The primary objective of usability testing is to evaluate the platform's user experience, identify pain points, and gather actionable insights to improve the overall usability and effectiveness of SellerSpan. We designed scenarios for users to complete, specifically focusing on the "Determine Asking Price" section. The scenarios included:



Our UX design team conducted usability testing sessions with boomers at a local cafe, resulting in four participants.  Below are the key findings from these sessions:


None of the participants could complete the tasks without assistance, indicating the need to rearrange the wireframe to better support user needs and expectations. Then, we addressed the How Might We questions to align the team’s goal in design.

Based on the "How Might We" questions, I've developed a user flow to reorganize the platform's user experience.

 

Week 3: Error State


Towards the end of the presentation on user flow and the review of the current site, I shared a concern: "Given the substantial amount of input required on the Sellerspan card, users feel overwhelmed. We should consider testing ways to reduce user stress during the input process. One approach could be designing a new wireframe that allows users to input information in more manageable sections with less input each time."

Randall expressed strong agreement with my views, and following the meeting, I began reorganizing the content on the SellerSpan card. Unbeknownst to me, developer Winston simultaneously implemented this idea, overwriting the original demo account.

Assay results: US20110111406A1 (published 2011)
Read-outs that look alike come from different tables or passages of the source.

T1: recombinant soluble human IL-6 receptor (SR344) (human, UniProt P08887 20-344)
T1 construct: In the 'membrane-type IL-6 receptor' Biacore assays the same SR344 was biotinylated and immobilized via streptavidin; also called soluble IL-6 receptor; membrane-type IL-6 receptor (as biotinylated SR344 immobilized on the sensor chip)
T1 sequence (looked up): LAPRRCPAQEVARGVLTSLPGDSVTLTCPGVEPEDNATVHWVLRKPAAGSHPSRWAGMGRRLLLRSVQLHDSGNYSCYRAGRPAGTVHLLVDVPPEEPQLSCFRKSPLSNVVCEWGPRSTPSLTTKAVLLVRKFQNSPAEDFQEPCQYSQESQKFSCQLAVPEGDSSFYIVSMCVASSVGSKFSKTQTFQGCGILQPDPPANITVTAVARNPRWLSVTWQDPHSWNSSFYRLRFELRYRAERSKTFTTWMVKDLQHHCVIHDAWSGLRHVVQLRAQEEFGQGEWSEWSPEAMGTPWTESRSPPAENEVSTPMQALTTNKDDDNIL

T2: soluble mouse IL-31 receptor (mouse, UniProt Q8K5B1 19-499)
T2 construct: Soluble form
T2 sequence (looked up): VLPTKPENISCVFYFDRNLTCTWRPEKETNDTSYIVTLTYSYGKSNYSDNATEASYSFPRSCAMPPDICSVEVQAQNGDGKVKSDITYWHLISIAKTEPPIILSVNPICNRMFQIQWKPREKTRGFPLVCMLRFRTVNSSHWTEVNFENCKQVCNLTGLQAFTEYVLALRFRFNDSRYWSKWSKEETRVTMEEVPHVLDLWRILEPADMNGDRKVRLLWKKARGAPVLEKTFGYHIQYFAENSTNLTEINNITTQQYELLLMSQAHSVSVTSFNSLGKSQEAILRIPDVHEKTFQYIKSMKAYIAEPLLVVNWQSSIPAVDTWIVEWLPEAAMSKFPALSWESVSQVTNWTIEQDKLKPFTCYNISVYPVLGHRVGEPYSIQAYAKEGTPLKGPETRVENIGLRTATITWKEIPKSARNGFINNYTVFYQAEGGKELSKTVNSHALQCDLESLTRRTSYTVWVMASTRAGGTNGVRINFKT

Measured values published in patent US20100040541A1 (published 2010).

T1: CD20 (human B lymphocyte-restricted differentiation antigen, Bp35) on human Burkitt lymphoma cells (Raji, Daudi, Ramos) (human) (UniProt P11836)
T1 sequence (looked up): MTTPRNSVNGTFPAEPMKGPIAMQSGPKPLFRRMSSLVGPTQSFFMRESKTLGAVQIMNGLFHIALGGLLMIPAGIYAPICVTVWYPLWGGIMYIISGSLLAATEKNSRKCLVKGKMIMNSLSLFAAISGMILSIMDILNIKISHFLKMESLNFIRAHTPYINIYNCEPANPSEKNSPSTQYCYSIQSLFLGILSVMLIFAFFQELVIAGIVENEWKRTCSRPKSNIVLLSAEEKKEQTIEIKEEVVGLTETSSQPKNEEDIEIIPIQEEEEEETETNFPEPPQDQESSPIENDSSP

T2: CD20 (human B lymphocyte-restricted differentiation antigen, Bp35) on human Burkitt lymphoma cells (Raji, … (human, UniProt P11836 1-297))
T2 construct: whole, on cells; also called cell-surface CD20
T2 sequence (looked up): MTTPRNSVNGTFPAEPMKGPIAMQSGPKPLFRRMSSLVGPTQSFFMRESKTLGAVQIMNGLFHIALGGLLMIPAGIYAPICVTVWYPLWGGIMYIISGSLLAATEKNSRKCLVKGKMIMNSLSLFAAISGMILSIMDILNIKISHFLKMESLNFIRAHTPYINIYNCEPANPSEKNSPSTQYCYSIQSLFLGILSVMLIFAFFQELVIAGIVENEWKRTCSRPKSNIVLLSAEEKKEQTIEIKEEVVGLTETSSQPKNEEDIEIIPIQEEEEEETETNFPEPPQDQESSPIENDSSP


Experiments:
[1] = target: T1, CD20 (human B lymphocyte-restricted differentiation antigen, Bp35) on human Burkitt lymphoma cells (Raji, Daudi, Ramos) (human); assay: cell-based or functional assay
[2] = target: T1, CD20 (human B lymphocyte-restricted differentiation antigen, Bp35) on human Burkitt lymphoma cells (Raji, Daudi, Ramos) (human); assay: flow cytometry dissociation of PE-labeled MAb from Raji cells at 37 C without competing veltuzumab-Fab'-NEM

When we discovered this, my team and I felt it was unfortunate, as coding without a design significantly increases development time and complicates making changes based on user feedback.

I asked Randall and Winston why they proceeded this way. They explained that they didn’t know how to convert the design files from Figma into code. As a designer proficient in HTML, CSS, and JavaScript, I realized I could assist.
I quickly arranged a meeting with the BizBridge development team to share my method for translating Figma designs into CSS code. I also introduced some plugins for Figma's developer mode to streamline the process.

Week4: Style Guide & Hi-fi Design


My team and I also explained the importance and usage of a UI system/style guide to them. This universal visual system ensures all visual elements remain consistent and unified across the platform.